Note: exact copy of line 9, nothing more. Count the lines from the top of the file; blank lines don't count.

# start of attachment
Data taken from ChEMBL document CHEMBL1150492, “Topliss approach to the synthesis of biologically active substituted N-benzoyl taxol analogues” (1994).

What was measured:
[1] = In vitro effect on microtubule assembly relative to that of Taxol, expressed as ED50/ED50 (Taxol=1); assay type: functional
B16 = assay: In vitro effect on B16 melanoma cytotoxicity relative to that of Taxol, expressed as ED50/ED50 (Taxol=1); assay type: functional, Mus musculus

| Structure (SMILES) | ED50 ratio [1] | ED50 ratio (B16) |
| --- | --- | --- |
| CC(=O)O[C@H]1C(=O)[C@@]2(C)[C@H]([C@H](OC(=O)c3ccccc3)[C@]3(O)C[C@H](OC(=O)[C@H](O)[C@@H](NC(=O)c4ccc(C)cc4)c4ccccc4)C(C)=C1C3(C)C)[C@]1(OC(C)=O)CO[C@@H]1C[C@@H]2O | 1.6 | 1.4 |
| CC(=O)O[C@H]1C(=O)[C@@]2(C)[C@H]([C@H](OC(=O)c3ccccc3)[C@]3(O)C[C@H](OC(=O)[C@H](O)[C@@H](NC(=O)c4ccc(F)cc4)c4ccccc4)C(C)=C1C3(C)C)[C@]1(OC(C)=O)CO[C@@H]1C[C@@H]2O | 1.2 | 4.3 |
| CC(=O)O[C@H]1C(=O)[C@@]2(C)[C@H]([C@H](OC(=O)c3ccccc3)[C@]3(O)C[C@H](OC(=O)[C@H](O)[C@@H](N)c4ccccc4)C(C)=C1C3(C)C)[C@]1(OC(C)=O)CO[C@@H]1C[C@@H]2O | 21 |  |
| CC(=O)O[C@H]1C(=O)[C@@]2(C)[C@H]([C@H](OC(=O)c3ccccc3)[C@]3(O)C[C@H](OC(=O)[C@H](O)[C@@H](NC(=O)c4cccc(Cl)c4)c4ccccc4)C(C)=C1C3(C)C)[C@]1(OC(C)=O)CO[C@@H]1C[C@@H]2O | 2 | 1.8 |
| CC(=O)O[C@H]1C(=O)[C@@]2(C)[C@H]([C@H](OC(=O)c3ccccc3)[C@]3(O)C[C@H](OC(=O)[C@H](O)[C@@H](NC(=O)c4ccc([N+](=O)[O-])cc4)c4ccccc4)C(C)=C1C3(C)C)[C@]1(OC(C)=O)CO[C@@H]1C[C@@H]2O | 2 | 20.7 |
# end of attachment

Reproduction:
| CC(=O)O[C@H]1C(=O)[C@@]2(C)[C@H]([C@H](OC(=O)c3ccccc3)[C@]3(O)C[C@H](OC(=O)[C@H](O)[C@@H](N)c4ccccc4)C(C)=C1C3(C)C)[C@]1(OC(C)=O)CO[C@@H]1C[C@@H]2O | 21 |  |